Two of Tasmania’s largest cities are set to introduce electric scooters to their public transport options, with local councils launching an Expression of Interest process for a suitable vendor.

Both Hobart and Launceston councils are about to join­­­tly launch an Expressions of Interest (EoI) process to find a suitable supplier and operator for a 12-month trial of the transport technology, which would operate on an app-based, user-pays basis within defined geographical zones.

The introduction of micromobility options is identified in both the Sustainable Hobart and Connected Hobart action plans, and aligns strategically with the Greater Launceston Transport Vision and Work Plan and the Draft Launceston Transport Strategy.

“Electric scooters are convenient, compact, environmentally friendly and don’t contribute to the growing congestion on our roads,” Hobart Lord Mayor, Anna Reynolds, said.

“The most effective way to bust congestion is to provide more transport choices. Scooters may be useful for people who need to move around the city during the day but could otherwise leave their car at home, or commuters who live close to the city.

“It’s also a fun and easy way for tourists to move around and would contribute to the overall experience of Hobart and Launceston.”

Launceston Mayor, Albert van Zetten, said e-scooters had proved successful in other Australian capital cities.

“In Brisbane, there are two operators who have reported around 5000 trips a day combined,” Mr van Zetten said.

“There will need to be some controls around how they are operated and where they can be parked. These details will be considered as part of the EoI and tweaked during the trial period.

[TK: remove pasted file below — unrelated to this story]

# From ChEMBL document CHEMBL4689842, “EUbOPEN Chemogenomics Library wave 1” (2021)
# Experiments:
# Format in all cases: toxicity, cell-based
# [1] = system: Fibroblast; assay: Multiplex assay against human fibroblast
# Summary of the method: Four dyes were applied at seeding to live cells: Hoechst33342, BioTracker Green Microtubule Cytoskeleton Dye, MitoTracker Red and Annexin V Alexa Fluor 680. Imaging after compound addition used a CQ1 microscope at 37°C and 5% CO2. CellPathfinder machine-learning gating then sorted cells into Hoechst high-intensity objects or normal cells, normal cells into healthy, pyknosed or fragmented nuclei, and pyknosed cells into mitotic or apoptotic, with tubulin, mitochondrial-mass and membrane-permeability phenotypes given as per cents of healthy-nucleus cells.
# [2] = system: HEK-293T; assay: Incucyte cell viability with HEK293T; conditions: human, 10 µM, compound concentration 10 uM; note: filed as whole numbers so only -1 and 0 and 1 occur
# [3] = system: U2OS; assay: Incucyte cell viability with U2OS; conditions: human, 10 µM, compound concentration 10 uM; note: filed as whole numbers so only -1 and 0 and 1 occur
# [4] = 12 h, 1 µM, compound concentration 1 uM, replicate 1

“There will be the opportunity to apply exclusion zones for safety and amenity and we’ll be looking for feedback from the broader community.”

The successful vendor will need to demonstrate safety, software reliability and device maintenance measures and usage data will be provided to the Cities of Hobart and Launceston to help assess the success of the trial.

Pending the outcome of the EoI, it is proposed that the 12-month trial commence by the end of 2021.

Under Tasmanian road laws, electric scooters with a maximum power output of 200W are permitted on shared paths and on roads with a speed limit of 50km/h or less.

The Cities of Hobart and Launceston will continue to work with the state government to address regulatory barriers – as interstate capital cities have done – particularly as significant changes are being made to the National Transport Commission’s guidelines on micromobility devices.


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